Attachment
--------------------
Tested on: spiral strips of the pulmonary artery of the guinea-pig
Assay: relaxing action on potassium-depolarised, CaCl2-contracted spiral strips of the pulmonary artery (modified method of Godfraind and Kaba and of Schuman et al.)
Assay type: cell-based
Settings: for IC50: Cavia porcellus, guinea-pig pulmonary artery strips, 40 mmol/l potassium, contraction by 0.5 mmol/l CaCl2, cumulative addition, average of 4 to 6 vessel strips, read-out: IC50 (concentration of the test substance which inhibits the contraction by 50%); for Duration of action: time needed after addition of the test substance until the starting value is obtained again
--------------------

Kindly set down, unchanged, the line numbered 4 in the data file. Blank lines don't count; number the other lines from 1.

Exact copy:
Settings: for IC50: Cavia porcellus, guinea-pig pulmonary artery strips, 40 mmol/l potassium, contraction by 0.5 mmol/l CaCl2, cumulative addition, average of 4 to 6 vessel strips, read-out: IC50 (concentration of the test substance which inhibits the contraction by 50%); for Duration of action: time needed after addition of the test substance until the starting value is obtained again